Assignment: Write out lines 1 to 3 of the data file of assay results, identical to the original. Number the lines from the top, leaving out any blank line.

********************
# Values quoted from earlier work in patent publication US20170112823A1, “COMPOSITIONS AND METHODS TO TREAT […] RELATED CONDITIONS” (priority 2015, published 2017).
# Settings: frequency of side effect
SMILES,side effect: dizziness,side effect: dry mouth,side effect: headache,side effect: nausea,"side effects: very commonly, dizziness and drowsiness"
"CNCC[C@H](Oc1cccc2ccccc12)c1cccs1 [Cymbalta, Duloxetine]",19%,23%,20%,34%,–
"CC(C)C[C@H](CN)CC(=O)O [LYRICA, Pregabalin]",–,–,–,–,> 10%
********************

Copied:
# Values quoted from earlier work in patent publication US20170112823A1, “COMPOSITIONS AND METHODS TO TREAT […] RELATED CONDITIONS” (priority 2015, published 2017).
# Settings: frequency of side effect
SMILES,side effect: dizziness,side effect: dry mouth,side effect: headache,side effect: nausea,"side effects: very commonly, dizziness and drowsiness"